But all players affirmed that the turf is much hotter than natural grass. “And it hurts like hell to slide on it — rug burn,” added Rosenblatt, so they try to avoid it. Billy Maughan felt the pain as he instinctively slid into base, as competitive softball and baseball players are inclined to do in the heat of the moment (as are soccer players when they try to kick the ball out from under an opponent and slide). The players on the field and those on the bench cried out in unison, “Oh, no,” cognizant of what would result. The stoic Maughan, wearing shorts, had huge red welts on a knee and thigh. “I should have slid on my shirt,” he quipped.

When I asked Abramson about rug burn he replied, “It would have been experienced at the old Chelsea park field, constructed with knitted nylon carpet. Nylon is a desirable fiber because it is twice as durable as the softer, less abrasive polyethelene fibers. That is why it lasted 12 years. However, the athletes prefer the polyethelene fibers, which is what we recently installed at Chelsea Park.”

Although the Park’s sign bans the use of metal cleats, some players are still not aware of it (while others ignore it). Pro athletes, who took to calling baseball “the game of turf,” complained that sometimes the hot stuff caused the metal spikes to burn their feet or plastic ones to melt. In 2007, Sports Illustrated reported that six Peruvian soccer players suffered foot burns from playing on hot turf.

Chelsea Waterside Park Athletic Field, West 23rd Street between 11th and 12th Streets

Chelsea Waterside Park is managed by the Hudson River Park Trust (HRPT). The synthetic field was installed in December 2010 at a cost of $279,000, plus an additional $876,159 for the perimeter fence. HRPT spokesperson, David Katz, vice president of marketing and events, stated back in March, “The field was replaced due to the conditions of the turf, which was ripped up, had holes in it and had to be patched with duct tape instead of turf.” The former field had lasted approximately 12 years.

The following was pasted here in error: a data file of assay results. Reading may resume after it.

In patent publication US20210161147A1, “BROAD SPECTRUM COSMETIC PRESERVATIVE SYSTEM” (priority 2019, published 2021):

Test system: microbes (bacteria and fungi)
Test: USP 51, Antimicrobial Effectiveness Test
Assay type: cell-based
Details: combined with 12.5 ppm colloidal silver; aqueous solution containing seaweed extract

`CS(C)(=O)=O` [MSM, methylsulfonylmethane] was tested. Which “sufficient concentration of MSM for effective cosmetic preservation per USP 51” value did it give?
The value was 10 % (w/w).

In a recent email responding to our query about the heat factor, Katz replied, “Since the field opened, it has been heavily used with normal athletic permit holders and special events…we have not heard of one incident or complaint regarding the temperature of the fields since our last communication.”

Saturday, July 30, 3pm. Air temperature: Still in the upper 90s, the intense rays beating down on the open field. Turf temperature: Around 115 degrees. There were only a few heat-immune people, including Peter Klosowicz; his son, Harry, 9; and friend Josh, 10. The boys, who play in a competitive Little League, were practicing hitting and pitching. To Chelsea Now’s query about the new field, Klosowicz père replied, “After a rain, it’s easy to use because it doesn’t stay wet like grass. The disadvantage, he said, is “when it’s hot, it’s hot, and there is no shade. But it’s a vast improvement over before.”

Amanda Hendry of the West Village, who was kicking around a soccer ball with two friends, added, “It’s well maintained, but it’s not as nice as a perfectly maintained lawn. But it’s better than the old Astroturf. When I fell I could get cut up.”

James J. Walker Park, bounded by St. Luke’s Place, Carmine, Clarkson and Hudson Streets

Sunday, July 31, 3pm. Air temperature (thermometer set upon an orange traffic cone): Almost 90 degrees. Turf temperature: Close to maximum. Blue cement bleachers: 96 degrees.

Abramson said (in his email) that the black crumbs at Chelsea Waterside and J.J. Walker are derived from automobile tires. “They were at one time considered a fine use of recycled material. Parks no longer specifies tire derived black crumb rubber in our turf orders.”